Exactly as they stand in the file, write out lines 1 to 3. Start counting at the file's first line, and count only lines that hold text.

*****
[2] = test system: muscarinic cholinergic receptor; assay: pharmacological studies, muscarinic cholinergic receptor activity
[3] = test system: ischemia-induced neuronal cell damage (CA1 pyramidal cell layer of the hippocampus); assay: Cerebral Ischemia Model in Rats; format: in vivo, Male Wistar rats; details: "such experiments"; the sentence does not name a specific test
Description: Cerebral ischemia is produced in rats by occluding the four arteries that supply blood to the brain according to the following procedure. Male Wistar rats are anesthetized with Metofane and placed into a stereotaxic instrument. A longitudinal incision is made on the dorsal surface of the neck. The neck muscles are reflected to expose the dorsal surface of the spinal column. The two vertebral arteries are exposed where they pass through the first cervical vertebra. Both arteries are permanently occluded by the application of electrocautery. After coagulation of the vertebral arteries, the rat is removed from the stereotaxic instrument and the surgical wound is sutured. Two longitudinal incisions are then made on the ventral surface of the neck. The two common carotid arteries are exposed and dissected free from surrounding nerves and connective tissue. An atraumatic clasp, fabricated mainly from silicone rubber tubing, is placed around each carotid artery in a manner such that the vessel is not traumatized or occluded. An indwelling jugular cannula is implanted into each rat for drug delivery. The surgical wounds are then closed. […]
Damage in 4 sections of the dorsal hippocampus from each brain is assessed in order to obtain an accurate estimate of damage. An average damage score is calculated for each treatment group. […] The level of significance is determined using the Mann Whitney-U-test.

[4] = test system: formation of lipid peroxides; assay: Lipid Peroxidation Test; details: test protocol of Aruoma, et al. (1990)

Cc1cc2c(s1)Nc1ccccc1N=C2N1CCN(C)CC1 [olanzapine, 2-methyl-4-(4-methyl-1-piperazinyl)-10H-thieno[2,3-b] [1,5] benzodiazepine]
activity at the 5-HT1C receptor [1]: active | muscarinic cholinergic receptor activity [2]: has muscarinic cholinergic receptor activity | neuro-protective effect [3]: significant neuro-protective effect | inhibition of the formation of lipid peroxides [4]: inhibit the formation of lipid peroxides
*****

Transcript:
[2] = test system: muscarinic cholinergic receptor; assay: pharmacological studies, muscarinic cholinergic receptor activity
[3] = test system: ischemia-induced neuronal cell damage (CA1 pyramidal cell layer of the hippocampus); assay: Cerebral Ischemia Model in Rats; format: in vivo, Male Wistar rats; details: "such experiments"; the sentence does not name a specific test
Description: Cerebral ischemia is produced in rats by occluding the four arteries that supply blood to the brain according to the following procedure. Male Wistar rats are anesthetized with Metofane and placed into a stereotaxic instrument. A longitudinal incision is made on the dorsal surface of the neck. The neck muscles are reflected to expose the dorsal surface of the spinal column. The two vertebral arteries are exposed where they pass through the first cervical vertebra. Both arteries are permanently occluded by the application of electrocautery. After coagulation of the vertebral arteries, the rat is removed from the stereotaxic instrument and the surgical wound is sutured. Two longitudinal incisions are then made on the ventral surface of the neck. The two common carotid arteries are exposed and dissected free from surrounding nerves and connective tissue. An atraumatic clasp, fabricated mainly from silicone rubber tubing, is placed around each carotid artery in a manner such that the vessel is not traumatized or occluded. An indwelling jugular cannula is implanted into each rat for drug delivery. The surgical wounds are then closed. […]